The first reference to the Kalyanpur family arises in 1539 when a Bhumihar king Raja Jay Mal provided asylum to Humayun after his defeat at the Battle of Chausa. He provided Humayun with food and fodder for his troops. Once Sher Shah Suri fully established his control over North India, he took stern action against Jay Mal who fled into the forest and engaged in rebellion. However, once Humayun reestablished himself, he granted four parganas to Jay Mal’s grandson, Raja Jubraj Shahi.Jubraj Shahi later engaged in a conflict with the Afghan chief, Kabul Mohammed who Jubraj Shahi later defeated and killed in battle.
Sir Kishen Pratap Sahi Bahadur who was the Maharaja between 1874 and 1896 was an ascetic. Soon after his coronation, he set out on a pilgrimage to the shrines of Northern India. Later on he used to regularly go on travelling and pilgrimage, mostly in Benares. Due to its central location, Hathwa was the seat of the raja’s residential palace and its nearby villages housed most of the key retainers of the estate.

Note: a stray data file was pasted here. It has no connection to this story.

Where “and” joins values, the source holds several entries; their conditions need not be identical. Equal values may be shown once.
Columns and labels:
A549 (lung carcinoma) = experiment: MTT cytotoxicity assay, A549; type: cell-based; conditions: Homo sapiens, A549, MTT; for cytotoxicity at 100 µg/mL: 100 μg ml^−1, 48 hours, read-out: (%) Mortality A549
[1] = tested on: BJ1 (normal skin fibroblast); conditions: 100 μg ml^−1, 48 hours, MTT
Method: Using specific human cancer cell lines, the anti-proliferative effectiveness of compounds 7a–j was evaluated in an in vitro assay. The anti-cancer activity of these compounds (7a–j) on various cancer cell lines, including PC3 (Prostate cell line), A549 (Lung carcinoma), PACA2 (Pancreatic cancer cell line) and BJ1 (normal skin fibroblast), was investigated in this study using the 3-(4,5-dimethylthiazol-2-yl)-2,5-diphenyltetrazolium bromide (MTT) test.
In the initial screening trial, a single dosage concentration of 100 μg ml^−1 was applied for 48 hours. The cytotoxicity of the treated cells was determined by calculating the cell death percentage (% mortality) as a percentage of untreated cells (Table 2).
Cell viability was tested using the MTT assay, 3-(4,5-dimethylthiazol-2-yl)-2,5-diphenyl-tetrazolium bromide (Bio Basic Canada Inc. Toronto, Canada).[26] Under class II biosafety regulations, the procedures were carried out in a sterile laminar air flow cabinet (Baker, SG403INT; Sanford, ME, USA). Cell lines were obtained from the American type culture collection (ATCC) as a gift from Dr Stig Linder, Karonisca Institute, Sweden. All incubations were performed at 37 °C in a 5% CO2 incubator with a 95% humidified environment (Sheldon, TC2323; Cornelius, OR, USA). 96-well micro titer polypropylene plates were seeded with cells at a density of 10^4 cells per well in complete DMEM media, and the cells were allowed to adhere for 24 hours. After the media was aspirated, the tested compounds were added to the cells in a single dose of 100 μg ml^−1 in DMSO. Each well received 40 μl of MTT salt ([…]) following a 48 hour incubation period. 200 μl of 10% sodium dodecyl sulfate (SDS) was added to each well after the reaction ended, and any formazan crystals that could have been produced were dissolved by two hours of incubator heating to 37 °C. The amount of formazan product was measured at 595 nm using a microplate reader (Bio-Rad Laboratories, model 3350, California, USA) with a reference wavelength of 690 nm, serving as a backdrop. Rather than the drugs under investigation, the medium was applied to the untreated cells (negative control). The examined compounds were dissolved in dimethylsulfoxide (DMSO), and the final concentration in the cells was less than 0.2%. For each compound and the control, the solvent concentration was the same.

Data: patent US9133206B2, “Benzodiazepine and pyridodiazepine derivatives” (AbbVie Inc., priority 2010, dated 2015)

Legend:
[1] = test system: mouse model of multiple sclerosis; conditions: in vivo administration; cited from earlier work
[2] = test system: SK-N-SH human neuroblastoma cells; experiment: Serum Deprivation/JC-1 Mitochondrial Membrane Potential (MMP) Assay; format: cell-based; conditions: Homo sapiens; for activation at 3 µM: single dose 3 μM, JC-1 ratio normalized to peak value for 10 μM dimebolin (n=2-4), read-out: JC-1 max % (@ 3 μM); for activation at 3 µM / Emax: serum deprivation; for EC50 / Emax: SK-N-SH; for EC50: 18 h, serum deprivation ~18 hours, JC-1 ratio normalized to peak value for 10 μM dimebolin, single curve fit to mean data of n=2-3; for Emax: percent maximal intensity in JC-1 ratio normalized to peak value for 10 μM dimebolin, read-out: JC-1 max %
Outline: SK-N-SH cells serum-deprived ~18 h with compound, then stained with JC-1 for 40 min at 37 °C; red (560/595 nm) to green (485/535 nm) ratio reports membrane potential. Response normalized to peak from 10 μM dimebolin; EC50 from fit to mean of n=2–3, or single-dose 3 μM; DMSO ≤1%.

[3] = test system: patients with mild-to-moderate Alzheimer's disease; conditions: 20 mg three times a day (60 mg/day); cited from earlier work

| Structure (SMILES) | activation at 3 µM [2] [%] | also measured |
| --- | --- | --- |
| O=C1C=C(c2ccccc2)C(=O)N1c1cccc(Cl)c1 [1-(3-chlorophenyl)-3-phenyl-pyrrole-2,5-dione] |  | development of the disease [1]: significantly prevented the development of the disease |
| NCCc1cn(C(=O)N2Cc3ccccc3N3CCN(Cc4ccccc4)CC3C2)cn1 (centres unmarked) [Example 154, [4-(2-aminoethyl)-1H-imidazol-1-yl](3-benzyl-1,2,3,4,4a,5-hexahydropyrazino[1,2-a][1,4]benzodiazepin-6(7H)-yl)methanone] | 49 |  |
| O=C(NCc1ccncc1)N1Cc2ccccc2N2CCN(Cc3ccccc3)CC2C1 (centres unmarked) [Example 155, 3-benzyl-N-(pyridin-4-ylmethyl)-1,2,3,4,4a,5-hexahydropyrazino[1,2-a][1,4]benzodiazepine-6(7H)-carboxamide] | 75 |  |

In addition to the estate Kachcheri (office), located in the Hathwa cluster of villages, were the estate manager’s bungalow, the Diwan’s house, the Hathwa Eden School, the post office, the Raj dispensary, the Durga medical hall and the temple called Gopal mandir
By the 1840s Hathwa was described as having large bazaars and bi-weekly markets. By the early nineteenth century, there were forts, palaces, and several temples constructed. An early twentieth-century account describes Hathwa as an impressive standard market, its shops offering a range of agricultural and consumer goods and its specialists providing a variety of services. The presence of schools and temples further accentuated its centrality in the locality. The estate collected ₹1400 annually as professional tax from traders stationed at Hathwa